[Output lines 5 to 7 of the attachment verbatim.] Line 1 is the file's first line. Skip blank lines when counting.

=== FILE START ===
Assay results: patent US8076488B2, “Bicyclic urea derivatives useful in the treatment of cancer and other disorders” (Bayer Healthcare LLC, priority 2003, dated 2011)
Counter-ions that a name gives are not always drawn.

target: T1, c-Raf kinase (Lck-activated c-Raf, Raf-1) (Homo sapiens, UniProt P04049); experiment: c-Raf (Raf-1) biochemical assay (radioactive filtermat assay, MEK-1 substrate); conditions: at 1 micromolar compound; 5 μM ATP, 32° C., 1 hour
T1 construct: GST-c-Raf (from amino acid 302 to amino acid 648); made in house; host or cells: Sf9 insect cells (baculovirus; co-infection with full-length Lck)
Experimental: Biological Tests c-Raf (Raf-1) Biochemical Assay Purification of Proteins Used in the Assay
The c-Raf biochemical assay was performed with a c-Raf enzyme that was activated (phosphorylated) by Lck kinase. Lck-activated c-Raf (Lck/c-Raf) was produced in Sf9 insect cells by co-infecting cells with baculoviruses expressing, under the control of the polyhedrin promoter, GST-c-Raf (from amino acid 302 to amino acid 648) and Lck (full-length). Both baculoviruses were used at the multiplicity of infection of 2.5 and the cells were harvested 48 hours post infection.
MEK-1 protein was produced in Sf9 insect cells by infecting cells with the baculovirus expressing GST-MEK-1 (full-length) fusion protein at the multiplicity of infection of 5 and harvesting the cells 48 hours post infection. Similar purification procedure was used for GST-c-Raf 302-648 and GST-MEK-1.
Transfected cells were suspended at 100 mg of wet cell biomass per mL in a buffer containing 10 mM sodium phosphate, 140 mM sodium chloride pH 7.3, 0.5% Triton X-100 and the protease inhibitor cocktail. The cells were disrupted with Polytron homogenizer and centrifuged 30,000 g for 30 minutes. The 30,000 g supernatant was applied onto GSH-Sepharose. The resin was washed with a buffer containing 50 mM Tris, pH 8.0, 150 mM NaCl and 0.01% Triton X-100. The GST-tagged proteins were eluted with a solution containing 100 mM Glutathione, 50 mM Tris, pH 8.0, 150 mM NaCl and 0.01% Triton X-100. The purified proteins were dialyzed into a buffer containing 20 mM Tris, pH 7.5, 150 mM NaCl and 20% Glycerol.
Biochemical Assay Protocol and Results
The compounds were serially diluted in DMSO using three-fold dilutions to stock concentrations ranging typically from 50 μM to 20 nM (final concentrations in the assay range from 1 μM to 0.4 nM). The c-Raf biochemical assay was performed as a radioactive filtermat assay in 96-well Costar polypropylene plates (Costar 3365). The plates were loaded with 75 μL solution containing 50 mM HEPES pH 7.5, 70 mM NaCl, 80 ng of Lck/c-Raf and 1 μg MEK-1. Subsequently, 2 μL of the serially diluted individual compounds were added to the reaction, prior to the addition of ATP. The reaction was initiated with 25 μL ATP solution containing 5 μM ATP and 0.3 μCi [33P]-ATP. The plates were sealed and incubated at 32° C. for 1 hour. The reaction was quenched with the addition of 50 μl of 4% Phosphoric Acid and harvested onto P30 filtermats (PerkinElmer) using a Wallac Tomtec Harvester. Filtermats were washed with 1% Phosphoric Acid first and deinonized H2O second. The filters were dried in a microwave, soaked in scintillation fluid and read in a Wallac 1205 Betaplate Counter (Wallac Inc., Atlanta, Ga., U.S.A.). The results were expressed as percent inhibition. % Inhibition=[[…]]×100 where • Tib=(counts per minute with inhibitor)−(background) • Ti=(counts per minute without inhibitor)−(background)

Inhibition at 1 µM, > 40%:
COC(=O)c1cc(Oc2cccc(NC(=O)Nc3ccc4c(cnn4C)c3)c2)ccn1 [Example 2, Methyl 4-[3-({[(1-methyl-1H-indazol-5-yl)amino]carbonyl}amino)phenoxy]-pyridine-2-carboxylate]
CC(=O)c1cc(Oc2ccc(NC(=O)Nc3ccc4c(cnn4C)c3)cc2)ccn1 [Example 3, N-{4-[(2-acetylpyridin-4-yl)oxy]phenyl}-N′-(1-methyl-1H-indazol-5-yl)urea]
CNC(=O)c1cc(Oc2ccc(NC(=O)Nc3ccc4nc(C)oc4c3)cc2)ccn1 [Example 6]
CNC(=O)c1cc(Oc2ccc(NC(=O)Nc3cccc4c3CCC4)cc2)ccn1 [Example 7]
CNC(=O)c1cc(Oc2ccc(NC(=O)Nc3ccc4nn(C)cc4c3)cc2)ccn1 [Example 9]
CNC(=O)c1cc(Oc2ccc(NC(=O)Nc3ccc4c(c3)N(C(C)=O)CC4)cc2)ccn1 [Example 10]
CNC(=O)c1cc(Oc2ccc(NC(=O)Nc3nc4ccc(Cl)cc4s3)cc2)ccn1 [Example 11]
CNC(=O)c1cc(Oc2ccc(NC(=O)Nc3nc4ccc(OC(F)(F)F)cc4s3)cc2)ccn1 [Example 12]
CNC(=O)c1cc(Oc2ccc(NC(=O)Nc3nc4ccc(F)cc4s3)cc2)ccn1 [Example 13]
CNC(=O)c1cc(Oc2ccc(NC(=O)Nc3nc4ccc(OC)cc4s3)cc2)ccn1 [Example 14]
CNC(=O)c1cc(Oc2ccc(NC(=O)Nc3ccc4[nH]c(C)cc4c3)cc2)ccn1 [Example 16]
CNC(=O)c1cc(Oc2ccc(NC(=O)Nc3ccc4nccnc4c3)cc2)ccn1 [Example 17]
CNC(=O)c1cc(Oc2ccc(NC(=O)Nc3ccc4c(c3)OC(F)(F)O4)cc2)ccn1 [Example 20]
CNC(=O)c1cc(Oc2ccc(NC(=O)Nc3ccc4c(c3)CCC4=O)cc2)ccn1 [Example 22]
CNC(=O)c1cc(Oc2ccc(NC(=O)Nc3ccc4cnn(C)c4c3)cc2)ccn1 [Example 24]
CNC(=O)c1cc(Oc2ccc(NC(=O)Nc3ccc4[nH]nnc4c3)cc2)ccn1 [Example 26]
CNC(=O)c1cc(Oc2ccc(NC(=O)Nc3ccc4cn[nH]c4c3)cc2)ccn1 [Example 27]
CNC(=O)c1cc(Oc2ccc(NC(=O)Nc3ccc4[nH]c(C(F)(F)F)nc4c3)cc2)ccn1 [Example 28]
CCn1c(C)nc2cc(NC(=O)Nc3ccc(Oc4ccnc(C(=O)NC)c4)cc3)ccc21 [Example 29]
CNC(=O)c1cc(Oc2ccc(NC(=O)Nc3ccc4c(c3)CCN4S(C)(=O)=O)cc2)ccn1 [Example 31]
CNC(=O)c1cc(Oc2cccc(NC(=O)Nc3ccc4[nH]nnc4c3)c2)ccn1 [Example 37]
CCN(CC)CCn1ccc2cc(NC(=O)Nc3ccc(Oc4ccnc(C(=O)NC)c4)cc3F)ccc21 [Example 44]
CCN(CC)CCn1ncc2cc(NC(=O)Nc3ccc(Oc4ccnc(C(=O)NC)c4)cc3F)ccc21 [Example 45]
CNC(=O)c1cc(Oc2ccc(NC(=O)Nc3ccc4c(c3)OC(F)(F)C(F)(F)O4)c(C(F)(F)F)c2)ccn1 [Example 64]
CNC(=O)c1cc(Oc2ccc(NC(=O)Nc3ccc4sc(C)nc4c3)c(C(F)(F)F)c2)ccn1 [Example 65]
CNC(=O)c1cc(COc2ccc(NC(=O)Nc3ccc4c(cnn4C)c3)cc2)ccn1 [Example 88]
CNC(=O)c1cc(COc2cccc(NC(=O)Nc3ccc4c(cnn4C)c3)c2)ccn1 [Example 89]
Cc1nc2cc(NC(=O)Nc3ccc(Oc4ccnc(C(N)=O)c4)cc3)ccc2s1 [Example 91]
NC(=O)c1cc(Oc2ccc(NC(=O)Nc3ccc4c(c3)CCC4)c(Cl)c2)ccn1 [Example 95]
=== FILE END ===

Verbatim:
Experimental: Biological Tests c-Raf (Raf-1) Biochemical Assay Purification of Proteins Used in the Assay
The c-Raf biochemical assay was performed with a c-Raf enzyme that was activated (phosphorylated) by Lck kinase. Lck-activated c-Raf (Lck/c-Raf) was produced in Sf9 insect cells by co-infecting cells with baculoviruses expressing, under the control of the polyhedrin promoter, GST-c-Raf (from amino acid 302 to amino acid 648) and Lck (full-length). Both baculoviruses were used at the multiplicity of infection of 2.5 and the cells were harvested 48 hours post infection.
MEK-1 protein was produced in Sf9 insect cells by infecting cells with the baculovirus expressing GST-MEK-1 (full-length) fusion protein at the multiplicity of infection of 5 and harvesting the cells 48 hours post infection. Similar purification procedure was used for GST-c-Raf 302-648 and GST-MEK-1.